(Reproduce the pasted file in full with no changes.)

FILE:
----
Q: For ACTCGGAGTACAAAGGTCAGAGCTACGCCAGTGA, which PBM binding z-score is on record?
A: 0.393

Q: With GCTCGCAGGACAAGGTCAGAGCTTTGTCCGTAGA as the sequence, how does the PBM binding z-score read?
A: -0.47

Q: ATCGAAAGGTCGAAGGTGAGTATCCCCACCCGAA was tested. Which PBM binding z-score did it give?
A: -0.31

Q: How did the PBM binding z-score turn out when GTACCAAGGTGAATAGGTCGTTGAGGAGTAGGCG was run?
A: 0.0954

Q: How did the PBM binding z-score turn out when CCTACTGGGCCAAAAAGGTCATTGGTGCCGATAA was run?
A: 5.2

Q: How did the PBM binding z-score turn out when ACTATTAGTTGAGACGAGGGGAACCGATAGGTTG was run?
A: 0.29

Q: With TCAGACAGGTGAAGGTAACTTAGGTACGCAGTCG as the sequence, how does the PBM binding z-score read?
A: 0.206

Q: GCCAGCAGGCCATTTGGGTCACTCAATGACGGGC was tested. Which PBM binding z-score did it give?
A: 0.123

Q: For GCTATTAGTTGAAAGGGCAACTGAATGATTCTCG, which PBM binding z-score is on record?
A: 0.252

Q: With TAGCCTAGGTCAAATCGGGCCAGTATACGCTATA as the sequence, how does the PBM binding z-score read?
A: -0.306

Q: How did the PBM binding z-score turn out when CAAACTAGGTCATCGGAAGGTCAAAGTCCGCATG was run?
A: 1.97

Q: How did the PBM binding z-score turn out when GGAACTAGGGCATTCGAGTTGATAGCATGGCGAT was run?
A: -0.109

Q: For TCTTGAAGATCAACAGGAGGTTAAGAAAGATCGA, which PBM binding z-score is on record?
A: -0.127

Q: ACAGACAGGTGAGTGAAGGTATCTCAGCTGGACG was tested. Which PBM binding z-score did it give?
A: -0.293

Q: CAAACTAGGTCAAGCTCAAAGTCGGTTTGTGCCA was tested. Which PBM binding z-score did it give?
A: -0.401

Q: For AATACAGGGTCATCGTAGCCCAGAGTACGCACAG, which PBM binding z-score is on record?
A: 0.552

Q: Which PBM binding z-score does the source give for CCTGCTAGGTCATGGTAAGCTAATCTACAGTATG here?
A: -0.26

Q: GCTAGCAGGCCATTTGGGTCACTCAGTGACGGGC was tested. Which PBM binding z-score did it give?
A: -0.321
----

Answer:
Q: For ACTCGGAGTACAAAGGTCAGAGCTACGCCAGTGA, which PBM binding z-score is on record?
A: 0.393

Q: With GCTCGCAGGACAAGGTCAGAGCTTTGTCCGTAGA as the sequence, how does the PBM binding z-score read?
A: -0.47

Q: ATCGAAAGGTCGAAGGTGAGTATCCCCACCCGAA was tested. Which PBM binding z-score did it give?
A: -0.31

Q: How did the PBM binding z-score turn out when GTACCAAGGTGAATAGGTCGTTGAGGAGTAGGCG was run?
A: 0.0954

Q: How did the PBM binding z-score turn out when CCTACTGGGCCAAAAAGGTCATTGGTGCCGATAA was run?
A: 5.2

Q: How did the PBM binding z-score turn out when ACTATTAGTTGAGACGAGGGGAACCGATAGGTTG was run?
A: 0.29

Q: With TCAGACAGGTGAAGGTAACTTAGGTACGCAGTCG as the sequence, how does the PBM binding z-score read?
A: 0.206

Q: GCCAGCAGGCCATTTGGGTCACTCAATGACGGGC was tested. Which PBM binding z-score did it give?
A: 0.123

Q: For GCTATTAGTTGAAAGGGCAACTGAATGATTCTCG, which PBM binding z-score is on record?
A: 0.252

Q: With TAGCCTAGGTCAAATCGGGCCAGTATACGCTATA as the sequence, how does the PBM binding z-score read?
A: -0.306

Q: How did the PBM binding z-score turn out when CAAACTAGGTCATCGGAAGGTCAAAGTCCGCATG was run?
A: 1.97

Q: How did the PBM binding z-score turn out when GGAACTAGGGCATTCGAGTTGATAGCATGGCGAT was run?
A: -0.109

Q: For TCTTGAAGATCAACAGGAGGTTAAGAAAGATCGA, which PBM binding z-score is on record?
A: -0.127

Q: ACAGACAGGTGAGTGAAGGTATCTCAGCTGGACG was tested. Which PBM binding z-score did it give?
A: -0.293

Q: CAAACTAGGTCAAGCTCAAAGTCGGTTTGTGCCA was tested. Which PBM binding z-score did it give?
A: -0.401

Q: For AATACAGGGTCATCGTAGCCCAGAGTACGCACAG, which PBM binding z-score is on record?
A: 0.552

Q: Which PBM binding z-score does the source give for CCTGCTAGGTCATGGTAAGCTAATCTACAGTATG here?
A: -0.26

Q: GCTAGCAGGCCATTTGGGTCACTCAGTGACGGGC was tested. Which PBM binding z-score did it give?
A: -0.321